Interactions of water with oxide surfaces are among the most common chemical reactions since they can be observed at any time in the surrounding medium. Nevertheless, despite their apparent simplicity, they often lack microscopic description. A well known example is the adsorption of water on magnesium oxide. Cleaved MgO samples, which show mostly flat (100) terraces, undergo dramatic rearrangements upon exposures to surrounding atmosphere. Their surfaces are becoming very rough, so that flat (100) terraces are no longer visible. These changes in morphology are usually suspected to arise from the reaction with water molecules present in the ambient air. However, according to theory, water is not expected to dissociate on the dense (100) faces of MgO, but only on sites of lower coordination numbers. To demonstrate that water adsorption induces a restructuring of the MgO(100) surfaces, the behaviour of cleaved MgO surfaces which have been brought in contact with water have been examined by atomic force microscopy. It has been observed that pits are formed along <110> directions. Moreover, rearrangements along similar directions have been seen by exposing cleaved MgO surfaces either to the ambient air or to moist nitrogen. Consistently with calculations relative to hydroxylated MgO surfaces, the orientation of the pits suggests that the driving force for the restructuring is the change in surface energy upon water adsorption.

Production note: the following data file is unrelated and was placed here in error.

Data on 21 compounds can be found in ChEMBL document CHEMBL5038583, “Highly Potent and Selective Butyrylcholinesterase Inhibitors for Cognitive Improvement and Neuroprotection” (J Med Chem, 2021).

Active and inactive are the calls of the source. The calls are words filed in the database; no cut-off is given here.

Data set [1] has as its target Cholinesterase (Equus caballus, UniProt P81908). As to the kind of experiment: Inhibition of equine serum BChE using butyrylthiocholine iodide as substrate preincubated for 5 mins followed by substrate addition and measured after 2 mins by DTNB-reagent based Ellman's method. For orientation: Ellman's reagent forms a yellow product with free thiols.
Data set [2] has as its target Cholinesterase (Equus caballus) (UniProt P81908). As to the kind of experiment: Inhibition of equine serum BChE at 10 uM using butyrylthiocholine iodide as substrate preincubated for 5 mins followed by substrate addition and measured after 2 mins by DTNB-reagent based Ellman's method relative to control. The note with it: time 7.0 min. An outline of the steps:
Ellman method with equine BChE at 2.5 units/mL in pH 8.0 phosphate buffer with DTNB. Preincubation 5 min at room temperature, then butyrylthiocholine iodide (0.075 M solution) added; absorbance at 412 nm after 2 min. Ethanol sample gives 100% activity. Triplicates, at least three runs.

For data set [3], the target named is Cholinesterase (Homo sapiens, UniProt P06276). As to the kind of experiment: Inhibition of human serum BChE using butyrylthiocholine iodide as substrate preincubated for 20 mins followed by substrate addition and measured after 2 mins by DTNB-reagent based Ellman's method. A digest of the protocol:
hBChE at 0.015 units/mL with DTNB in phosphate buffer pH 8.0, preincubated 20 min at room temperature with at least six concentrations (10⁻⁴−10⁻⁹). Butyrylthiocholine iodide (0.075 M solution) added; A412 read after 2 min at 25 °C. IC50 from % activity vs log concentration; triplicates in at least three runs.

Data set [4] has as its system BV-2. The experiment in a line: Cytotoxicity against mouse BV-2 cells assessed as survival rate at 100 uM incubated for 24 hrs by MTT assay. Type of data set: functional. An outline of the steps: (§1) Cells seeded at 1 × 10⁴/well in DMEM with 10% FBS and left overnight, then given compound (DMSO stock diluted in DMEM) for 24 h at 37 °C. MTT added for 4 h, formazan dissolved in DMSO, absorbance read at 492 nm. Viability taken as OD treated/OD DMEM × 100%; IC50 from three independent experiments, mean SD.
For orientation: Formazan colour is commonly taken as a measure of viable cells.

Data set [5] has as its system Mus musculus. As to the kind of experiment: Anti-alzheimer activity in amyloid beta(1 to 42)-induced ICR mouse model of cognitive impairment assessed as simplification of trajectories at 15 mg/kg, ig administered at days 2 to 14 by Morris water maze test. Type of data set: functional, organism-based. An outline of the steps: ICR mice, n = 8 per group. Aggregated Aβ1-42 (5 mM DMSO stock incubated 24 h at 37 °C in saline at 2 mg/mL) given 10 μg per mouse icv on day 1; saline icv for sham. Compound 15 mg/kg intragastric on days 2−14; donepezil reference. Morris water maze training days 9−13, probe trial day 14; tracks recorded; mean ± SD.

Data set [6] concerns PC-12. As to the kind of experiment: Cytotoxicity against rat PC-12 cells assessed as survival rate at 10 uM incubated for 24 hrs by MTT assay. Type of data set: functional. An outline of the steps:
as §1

10:20 AM SS2-FrM-7 Interaction of Water and Dimethyl Sulfoxide with Gold Surfaces
A.A. Gewirth, N. Ikemiya, S.K. Si (University of Illinois, Urbana)
We discuss recent results examining the initial stages of water and dimethyl sulfoxide adsorbtion on Au surfaces. We show that water first adsorbs on Au at low temperature as a planar, amorphous, monolayer-high film. The subsequent growth of water clusters occurs atop this film, but not on the bare metal surface. The growth and structure of dimethyl sulfoxide on Au surfaces is surface-structure dependent with more highly corrugated faces providing localized electron density yielding ordered arrays. Results obtained at room temperature from bulk liquid dimethyl sulfoxide are in close correspondance with low temperature UHV measurements.